Under the leaves, amid the grass, lazily the day shall pass, yet not be wasted.—From my drowsy ease I borrow health and strength to bear my boat through the great life ocean.
—Charles Mackay (1814–89) Scottish Poet, Journalist, Songwriter
Lucy: Beethoven’s birthday is December 16th Shermy! Have you decided what you’re going to get me?
Shermy: Yes! I’m not going to get you anything!
Lucy: What kind of a holiday is it where you don’t give girls presents?
—Charles M. Schulz (1922–2000) American Cartoonist, Writer, Artist
We are not anxious to grab the easiest dollar. The tourist dollar alone, unrestricted, is not worth the devastation of my people. A country where people have lost their soul is no longer worth visiting. We will encourage only small numbers of visitors whose idea of a holiday is not heaven or paradise, but participation in a different experience. We shall try to avoid the fate of some of our Caribbean neighbors who have ridden the tiger of tourism only to wind up being devoured by it. Large super-luxury hotels with imported management, materials, and values bring false prosperity with the negative side effects of soaring land prices that kill agriculture, polluted beaches, traffic jams, high rise construction that ravages hillsides and scalds the eyeballs – the very problems that the visitors want to forget.
—James Fitz-Allen Mitchell (b.1931) St Vincent and The Grenadines Agronomist, Statesman
Except for excess decoration, excess commercialism, excess editorializing, excess caroling, excess bibbling, and excess cheer, I heartily approve of the Christmas spirit.
—William Feather (1889–1981) American Publisher, Author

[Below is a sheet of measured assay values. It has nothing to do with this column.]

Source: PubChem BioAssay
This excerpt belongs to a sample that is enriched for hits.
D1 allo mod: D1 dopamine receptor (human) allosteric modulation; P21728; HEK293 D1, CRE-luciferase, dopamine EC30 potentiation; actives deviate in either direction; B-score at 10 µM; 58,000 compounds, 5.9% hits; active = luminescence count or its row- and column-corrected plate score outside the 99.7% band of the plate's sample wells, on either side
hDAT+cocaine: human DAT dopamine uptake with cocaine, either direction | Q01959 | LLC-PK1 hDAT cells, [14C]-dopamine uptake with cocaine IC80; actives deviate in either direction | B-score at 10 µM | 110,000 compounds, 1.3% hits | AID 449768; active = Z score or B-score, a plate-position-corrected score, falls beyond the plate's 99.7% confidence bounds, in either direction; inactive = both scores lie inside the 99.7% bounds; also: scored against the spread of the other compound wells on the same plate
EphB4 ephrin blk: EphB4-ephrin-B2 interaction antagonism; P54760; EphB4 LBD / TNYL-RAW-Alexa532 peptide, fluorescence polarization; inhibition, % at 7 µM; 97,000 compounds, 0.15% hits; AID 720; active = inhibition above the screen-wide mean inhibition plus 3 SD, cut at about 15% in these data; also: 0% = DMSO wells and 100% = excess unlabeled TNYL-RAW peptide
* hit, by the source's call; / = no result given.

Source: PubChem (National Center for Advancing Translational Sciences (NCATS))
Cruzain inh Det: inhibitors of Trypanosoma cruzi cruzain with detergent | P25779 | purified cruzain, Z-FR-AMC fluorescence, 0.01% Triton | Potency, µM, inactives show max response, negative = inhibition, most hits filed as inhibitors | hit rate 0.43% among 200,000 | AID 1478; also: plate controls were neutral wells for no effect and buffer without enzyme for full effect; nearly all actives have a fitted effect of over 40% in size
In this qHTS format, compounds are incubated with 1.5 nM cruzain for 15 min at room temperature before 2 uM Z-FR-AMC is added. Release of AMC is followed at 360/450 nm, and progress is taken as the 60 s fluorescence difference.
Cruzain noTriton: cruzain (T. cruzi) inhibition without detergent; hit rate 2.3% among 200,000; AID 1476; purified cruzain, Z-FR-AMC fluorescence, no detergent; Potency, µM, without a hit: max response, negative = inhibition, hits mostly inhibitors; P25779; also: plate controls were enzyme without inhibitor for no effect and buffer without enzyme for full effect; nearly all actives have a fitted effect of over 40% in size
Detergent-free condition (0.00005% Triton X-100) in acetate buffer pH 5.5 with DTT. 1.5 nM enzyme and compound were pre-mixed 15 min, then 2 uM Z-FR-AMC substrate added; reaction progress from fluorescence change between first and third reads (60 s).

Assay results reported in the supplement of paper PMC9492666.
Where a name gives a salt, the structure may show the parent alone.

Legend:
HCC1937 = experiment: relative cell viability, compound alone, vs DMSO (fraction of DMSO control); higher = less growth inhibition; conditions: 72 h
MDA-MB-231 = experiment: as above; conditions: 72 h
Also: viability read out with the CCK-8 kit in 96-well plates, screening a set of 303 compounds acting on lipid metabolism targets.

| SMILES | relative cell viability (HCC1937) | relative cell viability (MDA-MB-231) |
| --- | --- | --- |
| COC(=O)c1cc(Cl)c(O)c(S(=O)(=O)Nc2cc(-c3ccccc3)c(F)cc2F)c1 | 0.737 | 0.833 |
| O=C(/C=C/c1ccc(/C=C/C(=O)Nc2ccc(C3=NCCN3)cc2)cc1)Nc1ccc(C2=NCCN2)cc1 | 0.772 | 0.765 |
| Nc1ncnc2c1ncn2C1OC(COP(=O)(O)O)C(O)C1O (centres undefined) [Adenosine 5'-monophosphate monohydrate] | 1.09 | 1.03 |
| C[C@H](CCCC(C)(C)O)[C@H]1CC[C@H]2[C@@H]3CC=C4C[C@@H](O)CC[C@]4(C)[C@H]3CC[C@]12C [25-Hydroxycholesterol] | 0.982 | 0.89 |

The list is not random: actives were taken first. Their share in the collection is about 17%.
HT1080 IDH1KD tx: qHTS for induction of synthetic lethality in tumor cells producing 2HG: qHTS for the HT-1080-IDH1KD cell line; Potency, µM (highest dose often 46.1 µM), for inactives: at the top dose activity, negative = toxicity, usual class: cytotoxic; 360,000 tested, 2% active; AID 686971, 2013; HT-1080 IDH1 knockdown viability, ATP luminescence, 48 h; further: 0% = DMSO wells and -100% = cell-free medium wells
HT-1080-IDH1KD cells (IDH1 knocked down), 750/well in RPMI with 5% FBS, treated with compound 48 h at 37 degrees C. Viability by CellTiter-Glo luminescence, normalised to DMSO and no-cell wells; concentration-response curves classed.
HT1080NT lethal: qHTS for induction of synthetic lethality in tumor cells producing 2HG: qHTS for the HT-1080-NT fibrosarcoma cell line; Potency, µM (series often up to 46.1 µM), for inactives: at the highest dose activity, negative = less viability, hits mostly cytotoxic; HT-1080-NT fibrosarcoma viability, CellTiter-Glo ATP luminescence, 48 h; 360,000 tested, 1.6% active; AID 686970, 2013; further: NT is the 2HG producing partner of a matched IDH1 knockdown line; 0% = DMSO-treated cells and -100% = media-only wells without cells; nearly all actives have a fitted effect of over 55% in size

Who first invented work, and bound the free and holiday-rejoicing spirit down?
—Charles Lamb (1775–1834) British Essayist, Poet
Call a truce, then, to our labors—let us feast with friends and neighbors, and be merry as the custom of our caste; for if “faint and forced the laughter,” and if sadness follow after, we are richer by one mocking Christmas past.
—Rudyard Kipling (1865–1936) British Children’s Books Writer, Short story, Novelist, Poet, Journalist
Let your holidays be associated with great public events, and they may be the life of patriotism as well as a source of relaxation and personal employment.
—Tryon Edwards American Theologian
As you get older, you get tired of doing the same things over and over again, so you think Christmas has changed. It hasn’t. It’s you who has changed.
—Harry S. Truman (1884–1972) American Head of State
The only thing bad about a holiday is it is followed by a non-holiday.
This is the month, and this the happy morn, wherein the Son of heaven’s eternal King, of wedded Maid and Virgin Mother born, our great redemption from above did bring.
—John Milton (1608–74) English Poet, Civil Servant, Scholar, Debater
Christmas waves a magic wand over this world, and behold, everything is softer and more beautiful.
—Norman Vincent Peale (1898–1993) American Clergyman, Self-Help Author
From a commercial point of view, if Christmas did not exist it would be necessary to invent it.
—Katharine Whitehorn (1928–2021) English Journalist, Writer, Columnist